To summarize, AA-derived prostanoids encompass several LMs with potent inflammatory or demyelinating properties, which seem to be MS-stage-specific and depend not only on the associated receptor but also on the corresponding cell type. This makes the role of this LM family in MS highly complex, but also provides interesting therapeutic targets for personalized and MS-stage-specific treatment. For example, specific targeting of downstream synthases or receptors, such as mPGES-1 or EP2, might provide more optimal disease-stage-specific therapeutic treatments with high efficacy. However, as most LMs are extremely unstable and versatile in a cell-, receptor- and perhaps even time- and concentration-dependent manner, extensive research is warranted to further understand their exact role in the context of MS pathology.

Lipoxygenase (LOX)-associated AA-derivatives in MS

Besides the COX-mediated biosynthesis of eicosanoids, an increasing amount of research is focusing on other enzymes with oxygenation properties, such as the lipoxygenases (LOXs), which are thought to be critically involved in microglia-mediated neuroinflammation [92]. A potential reason for this association may involve 5-LOX, which, together with 5-LOX activating protein (FLAP), forms the foundation for the biosynthesis of pro-inflammatory leukotrienes (LTs) (Fig. 3) and is consistently overexpressed in gene expression profiles of peripheral blood mononuclear cells (PBMC)s in PwRRMS [93, 94]. 5-LOX resides in the cytoplasm or nucleoplasm and translocates to the nuclear envelope following stimuli such as stress signals that either increase intracellular calcium levels or promote 5-LOX phosphorylation [95]. At the nuclear envelope, 5-LOX forms an enzymatic complex with FLAP that facilitates the transfer of free AA to 5-LOX. 5-LOX then catalyses the oxygenation of AA, forming 5(S)-HpETE, which, in turn, is rapidly converted into either 5-HETE or into the unstable intermediate leukotriene A4 (LTA4) by an additional enzymatic cycle. Of these products LTA4 is the most interesting in the context of MS as it forms the central precursor for the biosynthesis of other LTs.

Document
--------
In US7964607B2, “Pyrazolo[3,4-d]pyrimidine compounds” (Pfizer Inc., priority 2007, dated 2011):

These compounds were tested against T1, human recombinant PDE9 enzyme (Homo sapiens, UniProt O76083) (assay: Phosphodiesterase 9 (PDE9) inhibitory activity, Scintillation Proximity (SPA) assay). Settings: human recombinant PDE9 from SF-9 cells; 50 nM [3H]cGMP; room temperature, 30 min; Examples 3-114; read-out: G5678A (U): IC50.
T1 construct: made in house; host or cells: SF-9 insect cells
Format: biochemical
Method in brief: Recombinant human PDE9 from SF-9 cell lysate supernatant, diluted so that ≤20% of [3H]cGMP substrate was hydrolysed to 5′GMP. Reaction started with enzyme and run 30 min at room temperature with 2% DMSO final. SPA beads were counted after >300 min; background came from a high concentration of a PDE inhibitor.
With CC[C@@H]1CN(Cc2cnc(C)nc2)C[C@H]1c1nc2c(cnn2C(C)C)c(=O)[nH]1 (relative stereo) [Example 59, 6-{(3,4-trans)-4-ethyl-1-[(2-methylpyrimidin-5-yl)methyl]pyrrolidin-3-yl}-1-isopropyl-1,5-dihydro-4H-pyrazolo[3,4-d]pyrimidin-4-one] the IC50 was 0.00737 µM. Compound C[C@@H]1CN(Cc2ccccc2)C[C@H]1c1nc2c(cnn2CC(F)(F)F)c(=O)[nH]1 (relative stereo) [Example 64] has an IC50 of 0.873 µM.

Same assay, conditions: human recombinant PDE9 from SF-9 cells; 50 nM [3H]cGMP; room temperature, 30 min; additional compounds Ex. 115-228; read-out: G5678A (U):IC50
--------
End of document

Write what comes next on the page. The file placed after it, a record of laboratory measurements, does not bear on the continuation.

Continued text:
Controversy exists regarding the role of 5-LOX in the context of MS. A protective role, for instance, was attributed to 5-LOX during MS pathogenesis based on the observation that EAE progression was exacerbated in 5-LOX-deficient EAE mice [96]. However, in cuprizone mice 5-LOX inhibition with MK-886 attenuated neuroinflammation, motor dysfunction and axonal damage, while it did not reduce the cuprizone-associated demyelination [97]. In addition, administration of flavocoxid, a dual COX-2/5-LOX inhibitor, attenuated EAE pathogenesis presumably by promoting the transition of inflamed microglia towards an anti-inflammatory phenotype [98]. Moreover, in both PwMS and EAE mice, 5-LOX gene expression was upregulated in MS lesions, which was found to be mainly expressed by macrophages in these areas as shown with immunohistochemical analysis [99]. Studies with human monocyte-derived macrophages showed that inhibition of FLAP reduced the biosynthesis of pro-inflammatory LTs, such as leukotriene B4 (LTB4) [100, 101]. In addition, FLAP inhibition has been applied in in vivo models for several inflammatory diseases, including asthma and atherosclerosis, with some inhibitors successfully being applied in clinical trials, showing the potential of this targeting strategy in the context of MS [102, 103].